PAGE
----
BLAKELY -- The deadly school bus crash in Tennessee has drivers and parents in our area thinking safety, in particular, whether there's more that can be done to protect children if a bus wrecks.
Student safety on the bus is always a top priority for bus companies but especially after the deadly crash in Tennessee.
Students headed home after a day at Valley View Elementary School in Blakely. Their first stop: that big yellow bus and behind the wheel, the man or woman entrusted with their safety the whole way home.
"It's a part-time position because of the hours, but it's a full-time responsibility," said John Schwartztrauber.
Schwartztrauber has been driving school buses for decades and saw the deadly school bus crash in Tennessee. He and other drivers believe the responsibility to keep those young passengers safe ultimately lies with the person behind the wheel.
"School buses don't crash themselves, has to be an operator failure," Schwartztrauber said. "You can't be distracted, you have to be focused."
"You're carrying the most precious cargo in the world, got to keep sight of that all the time," said driver Don Jones.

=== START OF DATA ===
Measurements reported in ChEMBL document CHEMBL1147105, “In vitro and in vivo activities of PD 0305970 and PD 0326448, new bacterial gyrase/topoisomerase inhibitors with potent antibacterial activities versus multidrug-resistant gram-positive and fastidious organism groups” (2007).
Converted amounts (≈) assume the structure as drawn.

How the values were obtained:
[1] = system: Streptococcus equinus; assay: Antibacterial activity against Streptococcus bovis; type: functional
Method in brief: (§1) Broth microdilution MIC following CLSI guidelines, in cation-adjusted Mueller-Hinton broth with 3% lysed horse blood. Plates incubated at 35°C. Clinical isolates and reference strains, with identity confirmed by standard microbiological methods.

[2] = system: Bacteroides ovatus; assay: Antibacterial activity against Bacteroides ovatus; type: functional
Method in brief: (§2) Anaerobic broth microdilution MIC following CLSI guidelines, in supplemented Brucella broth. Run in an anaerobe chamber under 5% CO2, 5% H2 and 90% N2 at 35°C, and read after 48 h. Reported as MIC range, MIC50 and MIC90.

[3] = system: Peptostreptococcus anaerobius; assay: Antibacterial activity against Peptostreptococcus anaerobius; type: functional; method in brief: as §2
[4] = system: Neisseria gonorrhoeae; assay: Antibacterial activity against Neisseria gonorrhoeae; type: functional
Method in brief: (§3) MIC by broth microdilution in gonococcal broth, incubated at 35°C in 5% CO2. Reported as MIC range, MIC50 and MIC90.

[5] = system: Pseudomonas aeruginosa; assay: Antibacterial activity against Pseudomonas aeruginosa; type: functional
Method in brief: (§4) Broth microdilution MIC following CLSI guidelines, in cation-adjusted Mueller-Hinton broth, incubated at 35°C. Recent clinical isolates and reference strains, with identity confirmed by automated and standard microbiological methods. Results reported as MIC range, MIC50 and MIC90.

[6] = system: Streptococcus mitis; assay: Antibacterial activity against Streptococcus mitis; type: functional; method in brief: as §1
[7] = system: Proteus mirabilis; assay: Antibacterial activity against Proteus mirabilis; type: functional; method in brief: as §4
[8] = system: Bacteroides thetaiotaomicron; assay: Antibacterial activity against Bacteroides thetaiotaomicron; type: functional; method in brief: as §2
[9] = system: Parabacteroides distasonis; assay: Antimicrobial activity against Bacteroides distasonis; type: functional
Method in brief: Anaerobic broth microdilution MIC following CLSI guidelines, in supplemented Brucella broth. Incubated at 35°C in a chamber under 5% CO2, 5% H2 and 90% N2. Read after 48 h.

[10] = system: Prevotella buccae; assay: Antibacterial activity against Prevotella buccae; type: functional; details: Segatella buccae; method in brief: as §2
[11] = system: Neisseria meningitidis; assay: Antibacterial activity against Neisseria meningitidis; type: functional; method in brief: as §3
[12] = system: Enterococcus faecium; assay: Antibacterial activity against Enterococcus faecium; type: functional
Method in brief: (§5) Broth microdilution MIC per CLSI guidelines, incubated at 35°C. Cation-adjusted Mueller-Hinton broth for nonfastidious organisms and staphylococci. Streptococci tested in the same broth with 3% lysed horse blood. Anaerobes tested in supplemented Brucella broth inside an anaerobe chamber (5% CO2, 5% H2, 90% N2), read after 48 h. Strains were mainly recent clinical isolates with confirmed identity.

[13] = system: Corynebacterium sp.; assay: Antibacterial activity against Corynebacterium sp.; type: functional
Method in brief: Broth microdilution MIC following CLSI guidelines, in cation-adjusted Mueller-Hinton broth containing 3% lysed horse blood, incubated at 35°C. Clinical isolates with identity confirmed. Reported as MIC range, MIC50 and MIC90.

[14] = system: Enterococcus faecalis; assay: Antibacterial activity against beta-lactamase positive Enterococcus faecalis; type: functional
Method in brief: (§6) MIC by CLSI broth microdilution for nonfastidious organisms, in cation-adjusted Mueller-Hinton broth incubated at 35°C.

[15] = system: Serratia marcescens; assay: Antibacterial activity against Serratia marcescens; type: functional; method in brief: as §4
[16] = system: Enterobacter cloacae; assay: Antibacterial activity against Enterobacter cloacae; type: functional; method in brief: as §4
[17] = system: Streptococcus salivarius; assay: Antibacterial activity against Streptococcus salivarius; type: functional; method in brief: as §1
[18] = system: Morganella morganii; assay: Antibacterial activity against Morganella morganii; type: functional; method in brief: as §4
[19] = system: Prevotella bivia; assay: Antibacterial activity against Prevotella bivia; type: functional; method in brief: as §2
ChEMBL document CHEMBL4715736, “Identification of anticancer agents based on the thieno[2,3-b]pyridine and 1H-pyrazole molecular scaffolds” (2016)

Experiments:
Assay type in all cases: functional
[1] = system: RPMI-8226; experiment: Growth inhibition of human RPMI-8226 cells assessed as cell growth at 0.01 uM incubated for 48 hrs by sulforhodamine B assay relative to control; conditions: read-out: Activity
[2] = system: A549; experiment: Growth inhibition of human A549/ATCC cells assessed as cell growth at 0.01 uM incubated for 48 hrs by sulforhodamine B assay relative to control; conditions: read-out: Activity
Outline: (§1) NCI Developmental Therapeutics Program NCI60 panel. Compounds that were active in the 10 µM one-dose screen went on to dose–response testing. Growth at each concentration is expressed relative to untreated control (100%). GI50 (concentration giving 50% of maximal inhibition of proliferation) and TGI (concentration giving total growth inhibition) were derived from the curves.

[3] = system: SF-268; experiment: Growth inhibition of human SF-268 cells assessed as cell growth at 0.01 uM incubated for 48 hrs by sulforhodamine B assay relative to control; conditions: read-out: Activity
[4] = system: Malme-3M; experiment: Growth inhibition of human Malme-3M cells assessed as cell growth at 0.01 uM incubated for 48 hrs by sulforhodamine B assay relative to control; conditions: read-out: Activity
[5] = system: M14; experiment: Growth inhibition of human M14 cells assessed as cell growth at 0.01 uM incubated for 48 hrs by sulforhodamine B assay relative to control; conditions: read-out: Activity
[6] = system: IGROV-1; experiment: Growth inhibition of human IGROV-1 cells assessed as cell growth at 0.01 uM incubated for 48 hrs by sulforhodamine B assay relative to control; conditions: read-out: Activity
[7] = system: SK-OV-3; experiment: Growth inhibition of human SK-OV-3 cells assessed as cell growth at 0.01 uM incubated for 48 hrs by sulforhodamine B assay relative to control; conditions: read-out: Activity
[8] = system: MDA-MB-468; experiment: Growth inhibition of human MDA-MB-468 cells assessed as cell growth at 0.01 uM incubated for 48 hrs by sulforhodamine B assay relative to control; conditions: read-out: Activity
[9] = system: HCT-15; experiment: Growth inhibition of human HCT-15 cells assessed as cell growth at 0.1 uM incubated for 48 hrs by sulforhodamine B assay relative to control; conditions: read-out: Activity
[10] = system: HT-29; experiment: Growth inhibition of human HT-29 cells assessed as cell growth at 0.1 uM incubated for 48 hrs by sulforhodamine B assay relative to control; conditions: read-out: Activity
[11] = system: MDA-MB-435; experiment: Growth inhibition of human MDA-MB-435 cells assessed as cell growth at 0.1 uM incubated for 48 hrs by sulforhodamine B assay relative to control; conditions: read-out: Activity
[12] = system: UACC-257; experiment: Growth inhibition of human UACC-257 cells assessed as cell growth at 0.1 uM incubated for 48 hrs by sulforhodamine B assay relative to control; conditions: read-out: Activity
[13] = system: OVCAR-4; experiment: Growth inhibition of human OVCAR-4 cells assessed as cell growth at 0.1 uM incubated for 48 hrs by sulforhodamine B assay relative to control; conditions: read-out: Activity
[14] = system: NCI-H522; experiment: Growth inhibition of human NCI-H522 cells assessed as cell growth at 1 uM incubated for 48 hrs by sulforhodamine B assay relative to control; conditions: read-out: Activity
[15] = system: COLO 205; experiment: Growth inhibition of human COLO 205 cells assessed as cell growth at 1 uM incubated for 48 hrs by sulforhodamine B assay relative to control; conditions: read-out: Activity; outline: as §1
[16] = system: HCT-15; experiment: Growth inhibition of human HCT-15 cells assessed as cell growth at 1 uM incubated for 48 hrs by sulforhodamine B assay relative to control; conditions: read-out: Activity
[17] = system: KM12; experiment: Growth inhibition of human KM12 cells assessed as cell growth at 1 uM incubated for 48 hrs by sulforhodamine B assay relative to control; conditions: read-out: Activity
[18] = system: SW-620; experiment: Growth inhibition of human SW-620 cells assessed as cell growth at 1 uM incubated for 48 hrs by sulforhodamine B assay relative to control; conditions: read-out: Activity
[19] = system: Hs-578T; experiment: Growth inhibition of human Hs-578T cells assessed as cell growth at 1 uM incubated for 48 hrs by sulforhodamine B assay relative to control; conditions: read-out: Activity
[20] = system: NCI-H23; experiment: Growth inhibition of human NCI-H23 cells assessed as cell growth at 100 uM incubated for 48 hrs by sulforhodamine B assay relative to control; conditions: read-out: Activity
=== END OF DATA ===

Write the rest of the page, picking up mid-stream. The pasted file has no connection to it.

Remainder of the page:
The PSBA still maintains a school bus where students aren't belted in is still the safest place for them to be on way to school. That's versus walking, biking, or getting a ride with parents.
"If anything happened to my kids, I'd be devastated. Those poor parents, I feel terrible for them," said Terry Bennie.
There's no indication if seat belts on the bus would have saved those children's lives in Tennessee, but some parents think it only makes sense.
"No reason they shouldn't need seat belts," said Bennie. "I'm required with seats in the car, why shouldn't it be required on a bus?"
"Is it going to be beneficial in the long run or isn't?" asked Lois Vedra. "I'm for any measure that will keep them safe."
The school bus industry thinks seat belts aren't any safer because students may not always use them properly, and if there's an emergency, children might get trapped by their belts.